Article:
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Thread: R.I.P Usenet: 1980-2008

  1. #1
    Saw this one at slashdot yesterday:

    http://www.pcmag.com/article2/0,2817,2326848,00.asp

    Meanwhile, as multimedia became popular over the past ten years, Usenet started to become a way for pirates and pornographers to distribute massive quantities of binary files in a decentralized, untraceable manner; in other words, it became a proto-BitTorrent. That was likely when Usenet became truly doomed. Newsgroups had exchanged code along with text for years, but by the late '90s the "binaries" groups began taking up huge amounts of space and Net traffic, and since Usenet libraries reside on each ISP's server, service providers sensibly started to wonder why they should be reserving big chunks of their own disk space for pirated movies and repetitive porn.

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    Skiz's Avatar (_8(I)
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    In what context are you saying it's dead?

    If you read the article, the author is merely saying that the Usenet he knew and loved is dead; the Usenet which was used as a chat platform. He even makes the assertion that Usenet is currently thriving with regard to pirated content and warez.

    He also makes the comment, "It's hard to completely kill off something as totally decentralized as Usenet; as long as two servers agree to share the NNTP protocol, it'll continue on in some fashion."

    Fear not...



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  3. Newsgroups   -   #3
    link2009's Avatar NZBer
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    Hehe, Usenet is a protocol, hence NNTP. If the major players do get shutdown by the MPAA, RIAA whatever, as long as someone wants to have a Usenet server, they will.

    Just like Skizo said, 2 servers sharing = Usenet.

    The only way I sense Usenet going down is ISPs restricting access to the servers, protocol, ports etc... Rogers has already done that with BitTorrent.

  4. Newsgroups   -   #4
    Athlon64's Avatar Newsgroup Bot
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    Time Warner Cable has recently removed its Usenet service about a week ago. It pretty crazy for us the user, but from there point of view its a win win.


    It's unlikely Usenet will ever go away unless something bigger and better comes out for the masses.

    Anyone think Bittorrent will still exist in five years? I see it being more likely going away then Usenet.

  5. Newsgroups   -   #5
    Something Else's Avatar sex a wolf in a bag BT Rep: +70BT Rep +70BT Rep +70BT Rep +70BT Rep +70BT Rep +70BT Rep +70BT Rep +70BT Rep +70BT Rep +70BT Rep +70BT Rep +70BT Rep +70BT Rep +70
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    Yeah. Usenet clearly has had and will have a longer shelf life than Bit Torrent or any other p2p application that we've seen so far.


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    Skiz's Avatar (_8(I)
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    I hope Bittorrent stays around for a long time. It keeps the heat off Usenet and keeps the riff-raff away from Usenet.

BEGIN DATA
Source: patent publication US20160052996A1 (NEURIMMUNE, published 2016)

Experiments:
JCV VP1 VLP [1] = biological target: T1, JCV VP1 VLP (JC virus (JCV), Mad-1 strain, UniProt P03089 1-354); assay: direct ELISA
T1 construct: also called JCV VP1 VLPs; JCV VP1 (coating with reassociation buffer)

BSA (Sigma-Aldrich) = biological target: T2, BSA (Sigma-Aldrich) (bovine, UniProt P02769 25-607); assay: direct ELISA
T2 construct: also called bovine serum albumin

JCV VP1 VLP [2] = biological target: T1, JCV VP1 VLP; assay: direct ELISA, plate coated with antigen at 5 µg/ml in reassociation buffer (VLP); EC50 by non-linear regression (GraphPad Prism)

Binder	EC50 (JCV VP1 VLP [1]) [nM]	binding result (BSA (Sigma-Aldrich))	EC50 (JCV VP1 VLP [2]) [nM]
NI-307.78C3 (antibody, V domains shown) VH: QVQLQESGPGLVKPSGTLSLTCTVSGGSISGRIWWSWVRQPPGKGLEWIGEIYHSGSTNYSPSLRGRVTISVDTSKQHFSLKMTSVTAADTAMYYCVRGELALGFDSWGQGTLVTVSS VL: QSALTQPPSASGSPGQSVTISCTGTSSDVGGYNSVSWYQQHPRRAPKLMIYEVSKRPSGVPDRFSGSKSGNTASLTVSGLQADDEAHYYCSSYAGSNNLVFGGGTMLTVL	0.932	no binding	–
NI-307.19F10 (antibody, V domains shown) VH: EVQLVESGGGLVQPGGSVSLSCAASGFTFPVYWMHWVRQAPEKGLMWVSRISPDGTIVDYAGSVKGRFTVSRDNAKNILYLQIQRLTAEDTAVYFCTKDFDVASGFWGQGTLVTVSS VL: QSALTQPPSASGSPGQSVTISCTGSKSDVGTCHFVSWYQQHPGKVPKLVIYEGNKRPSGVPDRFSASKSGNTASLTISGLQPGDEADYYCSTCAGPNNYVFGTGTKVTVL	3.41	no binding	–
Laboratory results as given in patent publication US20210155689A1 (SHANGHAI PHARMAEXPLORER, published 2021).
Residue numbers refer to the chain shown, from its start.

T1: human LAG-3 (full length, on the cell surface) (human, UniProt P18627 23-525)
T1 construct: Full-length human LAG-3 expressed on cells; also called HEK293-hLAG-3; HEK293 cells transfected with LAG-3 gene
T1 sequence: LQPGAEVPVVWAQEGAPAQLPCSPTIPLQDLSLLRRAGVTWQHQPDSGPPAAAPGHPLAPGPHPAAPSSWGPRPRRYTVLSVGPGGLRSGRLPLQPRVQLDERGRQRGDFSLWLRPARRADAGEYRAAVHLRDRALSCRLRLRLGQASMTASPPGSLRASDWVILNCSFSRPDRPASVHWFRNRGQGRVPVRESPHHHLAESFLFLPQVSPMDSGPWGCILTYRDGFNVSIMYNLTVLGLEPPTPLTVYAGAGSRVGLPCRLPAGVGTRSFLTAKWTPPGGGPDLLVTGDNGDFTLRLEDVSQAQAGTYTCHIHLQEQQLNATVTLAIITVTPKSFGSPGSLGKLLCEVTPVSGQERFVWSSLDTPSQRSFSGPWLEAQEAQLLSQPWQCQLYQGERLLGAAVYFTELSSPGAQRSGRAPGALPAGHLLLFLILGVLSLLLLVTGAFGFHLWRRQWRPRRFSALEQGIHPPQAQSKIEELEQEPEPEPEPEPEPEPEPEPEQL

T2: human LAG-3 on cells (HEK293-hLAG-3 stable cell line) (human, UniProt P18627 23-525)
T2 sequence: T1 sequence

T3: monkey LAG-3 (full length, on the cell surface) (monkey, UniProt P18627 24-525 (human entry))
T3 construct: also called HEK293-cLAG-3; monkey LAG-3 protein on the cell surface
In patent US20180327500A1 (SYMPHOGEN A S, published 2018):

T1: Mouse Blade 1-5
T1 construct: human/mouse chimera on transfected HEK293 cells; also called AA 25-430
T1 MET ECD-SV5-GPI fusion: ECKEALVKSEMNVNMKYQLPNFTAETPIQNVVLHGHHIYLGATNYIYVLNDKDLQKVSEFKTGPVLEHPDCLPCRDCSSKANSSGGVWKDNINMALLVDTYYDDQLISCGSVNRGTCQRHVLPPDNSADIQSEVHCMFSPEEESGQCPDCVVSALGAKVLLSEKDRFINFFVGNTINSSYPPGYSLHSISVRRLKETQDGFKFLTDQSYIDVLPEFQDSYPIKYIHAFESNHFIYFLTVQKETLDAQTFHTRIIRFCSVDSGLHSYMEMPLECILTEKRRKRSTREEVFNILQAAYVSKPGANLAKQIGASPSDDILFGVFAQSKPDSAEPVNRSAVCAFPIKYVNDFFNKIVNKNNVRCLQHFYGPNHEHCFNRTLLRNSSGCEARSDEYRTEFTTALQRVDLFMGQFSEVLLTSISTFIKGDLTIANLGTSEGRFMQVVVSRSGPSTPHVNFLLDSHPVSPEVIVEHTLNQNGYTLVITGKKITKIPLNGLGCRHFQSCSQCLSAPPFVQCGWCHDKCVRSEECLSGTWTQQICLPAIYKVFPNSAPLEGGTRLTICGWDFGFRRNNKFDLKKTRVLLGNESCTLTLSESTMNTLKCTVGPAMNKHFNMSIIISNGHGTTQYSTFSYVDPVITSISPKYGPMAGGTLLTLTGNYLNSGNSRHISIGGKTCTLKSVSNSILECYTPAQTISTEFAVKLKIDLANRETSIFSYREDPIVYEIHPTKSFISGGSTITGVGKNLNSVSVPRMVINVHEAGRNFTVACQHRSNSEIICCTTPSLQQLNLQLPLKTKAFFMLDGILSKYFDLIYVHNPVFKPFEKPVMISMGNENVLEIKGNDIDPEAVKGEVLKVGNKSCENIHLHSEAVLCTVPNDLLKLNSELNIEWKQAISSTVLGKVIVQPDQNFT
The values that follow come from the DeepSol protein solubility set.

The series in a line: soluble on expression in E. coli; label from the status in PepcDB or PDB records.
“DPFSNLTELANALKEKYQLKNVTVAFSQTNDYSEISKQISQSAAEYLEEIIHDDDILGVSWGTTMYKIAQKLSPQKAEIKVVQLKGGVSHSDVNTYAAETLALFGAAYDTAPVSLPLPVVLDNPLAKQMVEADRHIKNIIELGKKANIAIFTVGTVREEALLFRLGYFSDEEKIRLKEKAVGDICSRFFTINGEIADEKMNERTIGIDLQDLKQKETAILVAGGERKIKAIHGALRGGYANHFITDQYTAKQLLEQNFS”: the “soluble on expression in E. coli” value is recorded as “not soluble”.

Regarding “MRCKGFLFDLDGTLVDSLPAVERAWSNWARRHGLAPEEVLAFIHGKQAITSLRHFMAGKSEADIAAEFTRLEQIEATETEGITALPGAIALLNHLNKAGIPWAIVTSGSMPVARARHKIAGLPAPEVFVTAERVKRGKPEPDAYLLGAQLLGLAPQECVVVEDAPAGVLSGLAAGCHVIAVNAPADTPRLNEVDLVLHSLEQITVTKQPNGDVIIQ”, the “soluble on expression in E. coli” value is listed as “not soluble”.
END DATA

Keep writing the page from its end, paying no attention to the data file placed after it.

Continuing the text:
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  7. Newsgroups   -   #7
    This is good news for usenet it will stop the free loaders who use their ISP accounts and complain about yEnc posts. The sort of people who cannot be bothered to update their newsreading software (they still use OE for binaries ffs!) will no longer be on usenet. Bloody great!
    Life in the fast lane usenet freak

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    GXice's Avatar Poster BT Rep: +6BT Rep +6
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    What an utterly impulsive topic title.

    Made me look. >_>
    Eventually, a person who wears two faces forgets which one is real.



  9. Newsgroups   -   #9
    Broken's Avatar Obama Supporter
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    Quote Originally Posted by Skizo View Post
    I hope Bittorrent stays around for a long time. It keeps the heat off Usenet and keeps the riff-raff away from Usenet.

    Long Live Bit Torrent!!!

  10. Newsgroups   -   #10
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    Just like with the mainframe, people have been predicting the death of usenet almost from the beginning. There is no doubt we have streched the protocol far beyond its originally intended use, but it continues to hold on.

    The development of parity files probably rescued usenet back when it looked like the system was about ready to crash under the load of multiple reposts. The increasing size of hard drives and their decreasing prices have also contributed.

    In the mid-90s, we used to marvel at the news servers that didn't implode when the daily load went over 1GB. That was over the total capacity of the largest hard drive available for personal computers at the time.

    In the late 90s, when MP3s started appearing, everyone was predicting usenet would die before the daily load went over 100GB.

    Then people started posting entire CD images and the load tripled almost overnight. DVD images came a few year later and the load tripled again. There were a lot of growing pains, but usenet held up.

    By 2004, usenet had a daily input of over 1TB. We are now over 3TB/day and chugging right along.

    This site has a good chart of the increasing usenet load:

    http://www.news-service.com/history.html

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